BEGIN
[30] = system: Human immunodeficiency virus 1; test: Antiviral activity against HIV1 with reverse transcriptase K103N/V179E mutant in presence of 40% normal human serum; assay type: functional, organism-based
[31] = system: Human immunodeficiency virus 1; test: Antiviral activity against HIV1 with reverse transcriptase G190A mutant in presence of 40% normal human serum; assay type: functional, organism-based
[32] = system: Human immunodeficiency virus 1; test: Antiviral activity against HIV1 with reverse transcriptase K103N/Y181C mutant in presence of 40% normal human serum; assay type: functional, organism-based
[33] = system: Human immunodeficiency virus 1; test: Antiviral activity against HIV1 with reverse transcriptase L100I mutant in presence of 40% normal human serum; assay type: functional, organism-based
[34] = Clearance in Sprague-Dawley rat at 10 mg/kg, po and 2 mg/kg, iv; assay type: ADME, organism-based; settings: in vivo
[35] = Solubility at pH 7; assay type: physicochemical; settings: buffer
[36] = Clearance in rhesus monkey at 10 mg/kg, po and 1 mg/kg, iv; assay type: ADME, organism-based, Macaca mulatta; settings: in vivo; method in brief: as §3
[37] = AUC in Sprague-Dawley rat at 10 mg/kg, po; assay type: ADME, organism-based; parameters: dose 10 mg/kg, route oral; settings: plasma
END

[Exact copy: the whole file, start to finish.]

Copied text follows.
[30] = system: Human immunodeficiency virus 1; test: Antiviral activity against HIV1 with reverse transcriptase K103N/V179E mutant in presence of 40% normal human serum; assay type: functional, organism-based
[31] = system: Human immunodeficiency virus 1; test: Antiviral activity against HIV1 with reverse transcriptase G190A mutant in presence of 40% normal human serum; assay type: functional, organism-based
[32] = system: Human immunodeficiency virus 1; test: Antiviral activity against HIV1 with reverse transcriptase K103N/Y181C mutant in presence of 40% normal human serum; assay type: functional, organism-based
[33] = system: Human immunodeficiency virus 1; test: Antiviral activity against HIV1 with reverse transcriptase L100I mutant in presence of 40% normal human serum; assay type: functional, organism-based
[34] = Clearance in Sprague-Dawley rat at 10 mg/kg, po and 2 mg/kg, iv; assay type: ADME, organism-based; settings: in vivo
[35] = Solubility at pH 7; assay type: physicochemical; settings: buffer
[36] = Clearance in rhesus monkey at 10 mg/kg, po and 1 mg/kg, iv; assay type: ADME, organism-based, Macaca mulatta; settings: in vivo; method in brief: as §3
[37] = AUC in Sprague-Dawley rat at 10 mg/kg, po; assay type: ADME, organism-based; parameters: dose 10 mg/kg, route oral; settings: plasma